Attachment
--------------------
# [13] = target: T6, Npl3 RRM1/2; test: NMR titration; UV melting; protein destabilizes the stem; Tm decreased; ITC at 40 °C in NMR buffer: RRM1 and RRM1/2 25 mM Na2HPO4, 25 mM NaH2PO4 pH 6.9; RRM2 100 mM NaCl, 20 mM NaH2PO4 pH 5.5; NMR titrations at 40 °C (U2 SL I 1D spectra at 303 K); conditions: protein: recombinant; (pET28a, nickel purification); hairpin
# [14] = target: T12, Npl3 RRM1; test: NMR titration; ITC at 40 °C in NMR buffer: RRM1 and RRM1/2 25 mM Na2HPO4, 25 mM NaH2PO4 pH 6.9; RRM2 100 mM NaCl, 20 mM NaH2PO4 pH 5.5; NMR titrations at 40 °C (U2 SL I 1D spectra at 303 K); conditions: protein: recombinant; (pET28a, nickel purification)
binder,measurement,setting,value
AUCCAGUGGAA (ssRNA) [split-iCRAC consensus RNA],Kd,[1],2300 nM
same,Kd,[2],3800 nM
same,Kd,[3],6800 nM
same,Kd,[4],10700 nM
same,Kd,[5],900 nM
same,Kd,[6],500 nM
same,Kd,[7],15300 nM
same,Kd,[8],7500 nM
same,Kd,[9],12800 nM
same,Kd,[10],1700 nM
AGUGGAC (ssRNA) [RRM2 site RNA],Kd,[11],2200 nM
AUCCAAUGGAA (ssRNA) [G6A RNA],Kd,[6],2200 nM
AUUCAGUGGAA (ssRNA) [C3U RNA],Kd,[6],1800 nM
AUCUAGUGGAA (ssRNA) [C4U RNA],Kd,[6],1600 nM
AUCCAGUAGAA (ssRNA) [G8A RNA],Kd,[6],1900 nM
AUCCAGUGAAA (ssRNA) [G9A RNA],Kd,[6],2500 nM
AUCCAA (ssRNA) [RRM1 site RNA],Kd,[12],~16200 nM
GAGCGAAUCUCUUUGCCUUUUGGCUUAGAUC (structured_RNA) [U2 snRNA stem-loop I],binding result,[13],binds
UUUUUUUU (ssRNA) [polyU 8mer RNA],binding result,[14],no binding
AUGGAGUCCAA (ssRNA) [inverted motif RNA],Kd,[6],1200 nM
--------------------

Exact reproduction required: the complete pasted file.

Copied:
# [13] = target: T6, Npl3 RRM1/2; test: NMR titration; UV melting; protein destabilizes the stem; Tm decreased; ITC at 40 °C in NMR buffer: RRM1 and RRM1/2 25 mM Na2HPO4, 25 mM NaH2PO4 pH 6.9; RRM2 100 mM NaCl, 20 mM NaH2PO4 pH 5.5; NMR titrations at 40 °C (U2 SL I 1D spectra at 303 K); conditions: protein: recombinant; (pET28a, nickel purification); hairpin
# [14] = target: T12, Npl3 RRM1; test: NMR titration; ITC at 40 °C in NMR buffer: RRM1 and RRM1/2 25 mM Na2HPO4, 25 mM NaH2PO4 pH 6.9; RRM2 100 mM NaCl, 20 mM NaH2PO4 pH 5.5; NMR titrations at 40 °C (U2 SL I 1D spectra at 303 K); conditions: protein: recombinant; (pET28a, nickel purification)
binder,measurement,setting,value
AUCCAGUGGAA (ssRNA) [split-iCRAC consensus RNA],Kd,[1],2300 nM
same,Kd,[2],3800 nM
same,Kd,[3],6800 nM
same,Kd,[4],10700 nM
same,Kd,[5],900 nM
same,Kd,[6],500 nM
same,Kd,[7],15300 nM
same,Kd,[8],7500 nM
same,Kd,[9],12800 nM
same,Kd,[10],1700 nM
AGUGGAC (ssRNA) [RRM2 site RNA],Kd,[11],2200 nM
AUCCAAUGGAA (ssRNA) [G6A RNA],Kd,[6],2200 nM
AUUCAGUGGAA (ssRNA) [C3U RNA],Kd,[6],1800 nM
AUCUAGUGGAA (ssRNA) [C4U RNA],Kd,[6],1600 nM
AUCCAGUAGAA (ssRNA) [G8A RNA],Kd,[6],1900 nM
AUCCAGUGAAA (ssRNA) [G9A RNA],Kd,[6],2500 nM
AUCCAA (ssRNA) [RRM1 site RNA],Kd,[12],~16200 nM
GAGCGAAUCUCUUUGCCUUUUGGCUUAGAUC (structured_RNA) [U2 snRNA stem-loop I],binding result,[13],binds
UUUUUUUU (ssRNA) [polyU 8mer RNA],binding result,[14],no binding
AUGGAGUCCAA (ssRNA) [inverted motif RNA],Kd,[6],1200 nM